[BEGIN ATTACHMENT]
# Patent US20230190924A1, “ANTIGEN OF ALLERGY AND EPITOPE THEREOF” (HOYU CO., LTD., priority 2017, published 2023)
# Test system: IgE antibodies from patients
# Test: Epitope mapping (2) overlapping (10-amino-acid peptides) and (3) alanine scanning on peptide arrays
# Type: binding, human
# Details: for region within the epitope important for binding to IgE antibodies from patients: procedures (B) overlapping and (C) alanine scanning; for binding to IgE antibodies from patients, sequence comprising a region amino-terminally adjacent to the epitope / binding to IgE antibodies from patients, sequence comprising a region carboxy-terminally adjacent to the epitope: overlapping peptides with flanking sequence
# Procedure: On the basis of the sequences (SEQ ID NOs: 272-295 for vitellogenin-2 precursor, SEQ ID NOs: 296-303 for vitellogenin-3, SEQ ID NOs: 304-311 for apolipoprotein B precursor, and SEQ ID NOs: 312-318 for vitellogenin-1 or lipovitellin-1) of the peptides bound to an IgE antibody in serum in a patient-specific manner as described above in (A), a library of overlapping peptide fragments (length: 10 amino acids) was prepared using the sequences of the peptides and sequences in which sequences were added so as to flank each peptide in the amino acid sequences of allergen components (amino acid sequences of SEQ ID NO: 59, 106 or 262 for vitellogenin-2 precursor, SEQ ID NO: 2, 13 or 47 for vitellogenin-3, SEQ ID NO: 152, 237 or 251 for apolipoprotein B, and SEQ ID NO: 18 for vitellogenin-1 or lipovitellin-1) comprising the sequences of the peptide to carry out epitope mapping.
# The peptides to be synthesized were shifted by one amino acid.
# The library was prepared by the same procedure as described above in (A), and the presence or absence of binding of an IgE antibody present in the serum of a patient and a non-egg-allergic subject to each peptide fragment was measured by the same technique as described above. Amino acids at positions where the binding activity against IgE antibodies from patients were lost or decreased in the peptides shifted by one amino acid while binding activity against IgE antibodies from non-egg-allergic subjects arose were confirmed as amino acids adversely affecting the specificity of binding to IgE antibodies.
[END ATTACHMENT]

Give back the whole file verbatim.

# Patent US20230190924A1, “ANTIGEN OF ALLERGY AND EPITOPE THEREOF” (HOYU CO., LTD., priority 2017, published 2023)
# Test system: IgE antibodies from patients
# Test: Epitope mapping (2) overlapping (10-amino-acid peptides) and (3) alanine scanning on peptide arrays
# Type: binding, human
# Details: for region within the epitope important for binding to IgE antibodies from patients: procedures (B) overlapping and (C) alanine scanning; for binding to IgE antibodies from patients, sequence comprising a region amino-terminally adjacent to the epitope / binding to IgE antibodies from patients, sequence comprising a region carboxy-terminally adjacent to the epitope: overlapping peptides with flanking sequence
# Procedure: On the basis of the sequences (SEQ ID NOs: 272-295 for vitellogenin-2 precursor, SEQ ID NOs: 296-303 for vitellogenin-3, SEQ ID NOs: 304-311 for apolipoprotein B precursor, and SEQ ID NOs: 312-318 for vitellogenin-1 or lipovitellin-1) of the peptides bound to an IgE antibody in serum in a patient-specific manner as described above in (A), a library of overlapping peptide fragments (length: 10 amino acids) was prepared using the sequences of the peptides and sequences in which sequences were added so as to flank each peptide in the amino acid sequences of allergen components (amino acid sequences of SEQ ID NO: 59, 106 or 262 for vitellogenin-2 precursor, SEQ ID NO: 2, 13 or 47 for vitellogenin-3, SEQ ID NO: 152, 237 or 251 for apolipoprotein B, and SEQ ID NO: 18 for vitellogenin-1 or lipovitellin-1) comprising the sequences of the peptide to carry out epitope mapping.
# The peptides to be synthesized were shifted by one amino acid.
# The library was prepared by the same procedure as described above in (A), and the presence or absence of binding of an IgE antibody present in the serum of a patient and a non-egg-allergic subject to each peptide fragment was measured by the same technique as described above. Amino acids at positions where the binding activity against IgE antibodies from patients were lost or decreased in the peptides shifted by one amino acid while binding activity against IgE antibodies from non-egg-allergic subjects arose were confirmed as amino acids adversely affecting the specificity of binding to IgE antibodies.